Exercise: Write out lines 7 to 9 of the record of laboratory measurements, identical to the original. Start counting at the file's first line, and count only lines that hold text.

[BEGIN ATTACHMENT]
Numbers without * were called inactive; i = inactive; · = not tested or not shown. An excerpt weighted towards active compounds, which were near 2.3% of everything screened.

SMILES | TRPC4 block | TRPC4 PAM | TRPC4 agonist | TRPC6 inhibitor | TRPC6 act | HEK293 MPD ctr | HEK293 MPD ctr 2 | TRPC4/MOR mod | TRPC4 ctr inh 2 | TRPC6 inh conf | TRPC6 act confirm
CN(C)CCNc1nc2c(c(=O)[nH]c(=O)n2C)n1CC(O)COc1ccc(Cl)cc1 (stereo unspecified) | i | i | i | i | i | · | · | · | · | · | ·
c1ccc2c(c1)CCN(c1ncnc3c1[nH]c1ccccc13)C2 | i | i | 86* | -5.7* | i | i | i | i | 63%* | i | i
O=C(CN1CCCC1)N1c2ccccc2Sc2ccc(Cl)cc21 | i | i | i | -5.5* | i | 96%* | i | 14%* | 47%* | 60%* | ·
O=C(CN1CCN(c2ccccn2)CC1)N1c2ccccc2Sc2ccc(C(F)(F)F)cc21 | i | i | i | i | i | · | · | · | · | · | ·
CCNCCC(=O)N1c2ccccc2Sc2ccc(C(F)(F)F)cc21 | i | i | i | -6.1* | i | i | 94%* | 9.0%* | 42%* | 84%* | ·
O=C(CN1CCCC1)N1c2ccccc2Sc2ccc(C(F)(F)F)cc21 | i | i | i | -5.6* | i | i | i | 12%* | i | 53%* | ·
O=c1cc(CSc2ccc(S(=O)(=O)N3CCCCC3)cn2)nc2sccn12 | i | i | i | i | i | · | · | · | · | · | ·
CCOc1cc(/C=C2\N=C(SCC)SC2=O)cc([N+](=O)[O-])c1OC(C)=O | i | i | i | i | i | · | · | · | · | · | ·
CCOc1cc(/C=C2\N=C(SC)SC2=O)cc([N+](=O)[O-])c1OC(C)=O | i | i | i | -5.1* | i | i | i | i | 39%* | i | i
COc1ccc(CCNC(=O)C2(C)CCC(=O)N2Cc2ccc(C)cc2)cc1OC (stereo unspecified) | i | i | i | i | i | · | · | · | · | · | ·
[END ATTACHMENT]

CCNCCC(=O)N1c2ccccc2Sc2ccc(C(F)(F)F)cc21 | i | i | i | -6.1* | i | i | 94%* | 9.0%* | 42%* | 84%* | ·
O=C(CN1CCCC1)N1c2ccccc2Sc2ccc(C(F)(F)F)cc21 | i | i | i | -5.6* | i | i | i | 12%* | i | 53%* | ·
O=c1cc(CSc2ccc(S(=O)(=O)N3CCCCC3)cn2)nc2sccn12 | i | i | i | i | i | · | · | · | · | · | ·